Since his arrival at MoMA in January 2007, Bergdoll, a professor of architectural history in the department of art history and archeology at Columbia University, has organized exhibitions of varied topical and historical interest, ranging from Bauhaus 1919-1933: Workshops for Modernity in 2009, to Foreclosed: Rehousing the American Dream with Reinhold Martin, in 2012. Bergdoll’s interest in 19th century French architecture was early manifested in his Ph.D. dissertation at Columbia on Léon Vaudoyer, which became the book “Léon Vaudoyer: Historicism in the Age of Industry” (1994), and his exhibitions, Les Vaudoyer: Une Dynastie d’Architectes at the Musée d’Orsay, Paris (1991) and Ste. Geneviève/Panthéon: Symbol of Revolutions at the Canadian Centre for Architecture, Montreal (1989). On a recent day, RECORD discussed the show’s timing with Bergdoll.

Why is the Museum of Modern Art interested in an architectural exhibition devoted to Henri Labrouste now? Is it due in part to the reduced attention given by the media and museums to architectural history since the heyday of Postmodernism in the 1980s?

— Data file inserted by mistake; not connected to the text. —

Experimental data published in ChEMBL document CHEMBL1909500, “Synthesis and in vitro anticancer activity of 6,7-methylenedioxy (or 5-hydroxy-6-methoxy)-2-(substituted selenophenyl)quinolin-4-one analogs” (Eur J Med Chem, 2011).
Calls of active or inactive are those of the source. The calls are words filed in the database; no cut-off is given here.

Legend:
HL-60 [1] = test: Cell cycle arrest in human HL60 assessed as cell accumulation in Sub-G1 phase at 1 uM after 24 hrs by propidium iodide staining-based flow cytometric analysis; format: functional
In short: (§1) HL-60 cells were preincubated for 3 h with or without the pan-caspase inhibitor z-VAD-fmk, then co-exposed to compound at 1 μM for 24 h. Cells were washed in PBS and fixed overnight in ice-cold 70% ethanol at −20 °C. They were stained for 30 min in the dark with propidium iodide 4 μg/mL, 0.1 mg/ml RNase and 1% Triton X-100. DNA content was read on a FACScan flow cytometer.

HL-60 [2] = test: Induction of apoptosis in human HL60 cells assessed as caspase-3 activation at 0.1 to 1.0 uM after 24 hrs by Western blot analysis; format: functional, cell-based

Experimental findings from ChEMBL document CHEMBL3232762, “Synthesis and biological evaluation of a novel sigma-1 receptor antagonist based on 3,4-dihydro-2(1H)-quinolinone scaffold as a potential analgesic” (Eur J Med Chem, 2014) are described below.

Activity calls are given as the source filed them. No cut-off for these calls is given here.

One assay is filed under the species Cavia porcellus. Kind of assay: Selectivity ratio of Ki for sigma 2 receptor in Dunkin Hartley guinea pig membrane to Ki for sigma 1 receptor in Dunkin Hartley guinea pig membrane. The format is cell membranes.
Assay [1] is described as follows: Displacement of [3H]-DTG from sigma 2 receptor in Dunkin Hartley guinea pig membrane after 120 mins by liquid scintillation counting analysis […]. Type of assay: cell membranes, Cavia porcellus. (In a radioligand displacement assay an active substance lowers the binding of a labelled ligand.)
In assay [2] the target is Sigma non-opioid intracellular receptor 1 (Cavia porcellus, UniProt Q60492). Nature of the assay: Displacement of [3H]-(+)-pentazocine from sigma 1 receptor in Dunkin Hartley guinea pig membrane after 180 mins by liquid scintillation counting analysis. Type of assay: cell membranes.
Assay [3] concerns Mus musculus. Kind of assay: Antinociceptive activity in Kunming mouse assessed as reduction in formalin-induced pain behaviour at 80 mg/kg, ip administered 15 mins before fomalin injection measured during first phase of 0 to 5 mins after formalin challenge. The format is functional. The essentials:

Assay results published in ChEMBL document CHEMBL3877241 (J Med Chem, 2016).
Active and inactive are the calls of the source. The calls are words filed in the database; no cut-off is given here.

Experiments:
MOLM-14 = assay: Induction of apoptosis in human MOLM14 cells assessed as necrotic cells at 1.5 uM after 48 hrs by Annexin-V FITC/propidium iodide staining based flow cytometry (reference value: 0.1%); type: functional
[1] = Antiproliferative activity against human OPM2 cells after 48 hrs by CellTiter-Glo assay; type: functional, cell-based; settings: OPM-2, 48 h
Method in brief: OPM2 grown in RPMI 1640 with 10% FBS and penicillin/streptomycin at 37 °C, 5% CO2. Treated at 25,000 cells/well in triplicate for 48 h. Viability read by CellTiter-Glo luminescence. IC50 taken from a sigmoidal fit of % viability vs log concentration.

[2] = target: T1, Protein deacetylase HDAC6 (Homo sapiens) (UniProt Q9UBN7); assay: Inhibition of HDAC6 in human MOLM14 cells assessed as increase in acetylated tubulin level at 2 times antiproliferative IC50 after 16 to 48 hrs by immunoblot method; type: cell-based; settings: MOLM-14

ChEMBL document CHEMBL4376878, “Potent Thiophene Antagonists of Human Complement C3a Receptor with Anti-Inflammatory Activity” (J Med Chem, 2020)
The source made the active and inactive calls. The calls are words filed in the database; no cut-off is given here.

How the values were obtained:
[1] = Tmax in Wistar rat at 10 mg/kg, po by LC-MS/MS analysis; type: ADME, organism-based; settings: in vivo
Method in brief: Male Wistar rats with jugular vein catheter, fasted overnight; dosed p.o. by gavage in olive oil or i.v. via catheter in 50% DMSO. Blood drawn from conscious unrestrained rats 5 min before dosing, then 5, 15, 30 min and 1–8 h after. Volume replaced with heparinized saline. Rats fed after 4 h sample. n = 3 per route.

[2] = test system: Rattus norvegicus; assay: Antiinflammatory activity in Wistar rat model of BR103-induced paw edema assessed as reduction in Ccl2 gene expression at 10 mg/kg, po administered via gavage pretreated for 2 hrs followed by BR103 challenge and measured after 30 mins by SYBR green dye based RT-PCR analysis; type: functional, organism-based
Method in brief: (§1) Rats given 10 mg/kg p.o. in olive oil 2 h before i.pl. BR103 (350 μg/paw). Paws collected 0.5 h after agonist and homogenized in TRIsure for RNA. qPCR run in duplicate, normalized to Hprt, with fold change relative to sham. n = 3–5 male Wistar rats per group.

While not every look at history needs to be justified by an argument related to the present, it’s an interesting moment to reflect on Labrouste. He’s an Architect’s Architect. Early modern theorists such as Sigfried Giedion were interested in his rational use of iron structures; Postmodernist architects were drawn to his stone inscriptions and symbolic iconography. Now we see him as the forefather of assembling a building from discrete interlocking systems, as shown by the construction drawings in the exhibition. Any number of issues are activated by rethinking Labrouste.